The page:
From 1890 ONWARDS Wilde was to produce many famous works such as Salomé (published 1893), Lady Windermere’s fan (1891) A Woman of no Importance (1893), and An Ideal Husband (1894) and The Importance Of Being Ernest (1895).

The persecution of Oscar Wilde

In 1891 Wilde met Alfred Douglas who was the flamboyant son of the Marquis of Queensbury. Almost immediately Wild and Douglas began a love affair. Queensbury suspected what was going on and openly threatened Wilde, warning him to keep away from his son. He left his calling card at Wilde’s club addressed as “for Oscar Wilde posing sodomite”. Oscar, encouraged by Douglas, counter-attacked by taking out a private prosecution against Queensbury who was arrested and charged with libel.

Queensbury took to hiring private detectives to prove that Wilde was involved in homosexual affairs and procurement of young men for sex. Queensbury, who was the accused in the case, had to prove that he was not guilty of libel and to defend him in court he hired the Dublin lawyer Edward Carson QC. Wilde was represented by Sir Edward George Clarke. Carson was very adept at portraying Wilde as a decadent who lavished young men with gifts in return for sexual favors to such an extent that Wilde was forced to drop his prosecution against Queensbury.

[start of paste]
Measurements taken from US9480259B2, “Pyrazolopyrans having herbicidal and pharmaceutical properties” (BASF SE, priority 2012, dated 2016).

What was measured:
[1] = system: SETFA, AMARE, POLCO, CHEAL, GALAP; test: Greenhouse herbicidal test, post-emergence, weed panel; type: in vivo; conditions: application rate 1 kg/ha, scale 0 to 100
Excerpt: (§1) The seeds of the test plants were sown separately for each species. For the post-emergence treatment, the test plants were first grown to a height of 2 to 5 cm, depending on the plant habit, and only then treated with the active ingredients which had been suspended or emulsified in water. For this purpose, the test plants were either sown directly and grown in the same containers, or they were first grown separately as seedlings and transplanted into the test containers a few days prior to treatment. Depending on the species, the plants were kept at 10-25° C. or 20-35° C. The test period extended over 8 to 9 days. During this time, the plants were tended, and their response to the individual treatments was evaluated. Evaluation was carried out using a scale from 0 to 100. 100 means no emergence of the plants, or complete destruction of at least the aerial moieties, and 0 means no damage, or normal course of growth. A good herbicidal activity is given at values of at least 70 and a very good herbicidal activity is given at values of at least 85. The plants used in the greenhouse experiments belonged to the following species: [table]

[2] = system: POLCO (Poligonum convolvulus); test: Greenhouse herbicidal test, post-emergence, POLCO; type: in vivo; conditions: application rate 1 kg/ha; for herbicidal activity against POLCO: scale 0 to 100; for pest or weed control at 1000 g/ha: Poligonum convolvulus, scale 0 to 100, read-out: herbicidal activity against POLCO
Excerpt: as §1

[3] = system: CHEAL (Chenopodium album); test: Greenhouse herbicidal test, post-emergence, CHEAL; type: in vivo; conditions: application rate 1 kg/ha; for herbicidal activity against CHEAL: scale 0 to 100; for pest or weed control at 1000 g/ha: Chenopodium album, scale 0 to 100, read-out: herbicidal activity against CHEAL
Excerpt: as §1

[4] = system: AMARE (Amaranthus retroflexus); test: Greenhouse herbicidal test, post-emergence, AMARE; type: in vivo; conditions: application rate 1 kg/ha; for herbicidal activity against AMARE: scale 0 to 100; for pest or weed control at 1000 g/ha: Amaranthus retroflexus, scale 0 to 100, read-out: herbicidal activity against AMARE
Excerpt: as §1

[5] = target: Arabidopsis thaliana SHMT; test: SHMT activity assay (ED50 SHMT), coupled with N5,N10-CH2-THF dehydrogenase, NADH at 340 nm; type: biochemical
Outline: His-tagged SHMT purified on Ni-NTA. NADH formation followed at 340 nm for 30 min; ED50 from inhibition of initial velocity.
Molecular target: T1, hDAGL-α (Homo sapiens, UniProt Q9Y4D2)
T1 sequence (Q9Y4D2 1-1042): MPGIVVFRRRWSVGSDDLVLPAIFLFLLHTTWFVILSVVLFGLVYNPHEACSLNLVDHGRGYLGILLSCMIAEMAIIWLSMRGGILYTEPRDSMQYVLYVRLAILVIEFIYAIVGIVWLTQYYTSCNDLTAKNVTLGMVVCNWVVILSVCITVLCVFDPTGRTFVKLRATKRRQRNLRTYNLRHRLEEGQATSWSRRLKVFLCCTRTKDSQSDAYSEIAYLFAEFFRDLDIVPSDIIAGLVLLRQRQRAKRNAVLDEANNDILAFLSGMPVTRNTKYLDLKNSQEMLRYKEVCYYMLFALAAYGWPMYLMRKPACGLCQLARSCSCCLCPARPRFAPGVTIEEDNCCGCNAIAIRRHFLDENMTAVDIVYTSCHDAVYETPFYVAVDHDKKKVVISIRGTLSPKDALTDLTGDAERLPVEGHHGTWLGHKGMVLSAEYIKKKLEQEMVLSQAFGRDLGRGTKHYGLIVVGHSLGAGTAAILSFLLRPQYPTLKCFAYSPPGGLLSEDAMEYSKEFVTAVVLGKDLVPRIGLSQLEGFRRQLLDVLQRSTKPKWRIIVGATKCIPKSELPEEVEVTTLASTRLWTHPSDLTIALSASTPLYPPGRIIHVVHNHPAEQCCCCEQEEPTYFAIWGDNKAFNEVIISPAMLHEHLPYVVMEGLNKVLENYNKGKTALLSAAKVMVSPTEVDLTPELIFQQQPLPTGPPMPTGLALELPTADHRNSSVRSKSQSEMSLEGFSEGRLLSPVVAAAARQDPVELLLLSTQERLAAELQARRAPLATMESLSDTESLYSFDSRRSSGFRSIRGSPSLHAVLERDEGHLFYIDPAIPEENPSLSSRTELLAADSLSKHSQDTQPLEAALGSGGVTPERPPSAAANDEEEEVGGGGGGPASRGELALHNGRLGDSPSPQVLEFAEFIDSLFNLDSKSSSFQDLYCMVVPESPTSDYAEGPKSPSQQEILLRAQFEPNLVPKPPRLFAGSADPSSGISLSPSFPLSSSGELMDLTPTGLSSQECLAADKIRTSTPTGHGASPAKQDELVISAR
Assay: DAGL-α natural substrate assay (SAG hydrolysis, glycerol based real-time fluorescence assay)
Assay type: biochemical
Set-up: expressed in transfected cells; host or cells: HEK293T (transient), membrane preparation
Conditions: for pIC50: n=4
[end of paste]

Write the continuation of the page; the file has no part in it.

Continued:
The final verdict

The Marquis was found not guilty of libel and acquitted. Immediately after the trial, a summons was issued against Wilde on the grounds of sodomy and gross indecency. His friends advised him to flee to Paris but his mother instructed him to stand and fight, like a man. Stay he did and was subsequently charged with gross indecency. Whilst on remand Alfred Douglas visited Oscar daily and only left for France at Wilde’s insistence. At this time too, many of Oscar’s other close friends fled the country. Because of the press hysteria around the trial, even Edward Carson tried to get the courts to let up on his prosecution. Found guilty Wilde was sentenced to two years of hard labor.

During his imprisonment, his health began to fail. He also took the time to write Alfred Douglas an epistle entitled De Profundis which was not fully published until 1962. He was released from prison in May 1897. He maintained his writing and produced letters describing life in jail and calling for the reform of the prison system. He also produced The Ballad of Reading Gaol.

His wife Constance kept him supplied with money but steadfastly refused him permission to see his sons. In 1897 he reunited with Douglas but both their families disapproved and threatened to cut off their funds. Oscar then went on to Paris where he stayed in a run-down hotel and spent most of his time wandering the boulevards.

In 1900 he developed meningitis and in November he died. During his illness, he was at last received into the Catholic Church. At his deathbed was his friend Robbie Ross. He is buried in Père Lachaise cemetery in Paris.


  • The secret Life of Oscar Wilde. By Neill Mc Kenna. Arrow Books. London 2004
  • Oscar Wilde. By Frank Harris. Words Worth Editions. London 2007
  • Oscar Wilde A Biography. By H. Montgomery Hyde. Penguin Classic Biography. London 2001

Last updated October 10, 2020.

About the Author

Pádraig Mac Donnchadha
Pádraig is a fluent Irish speaker with a passion for history, traditional music, and story telling.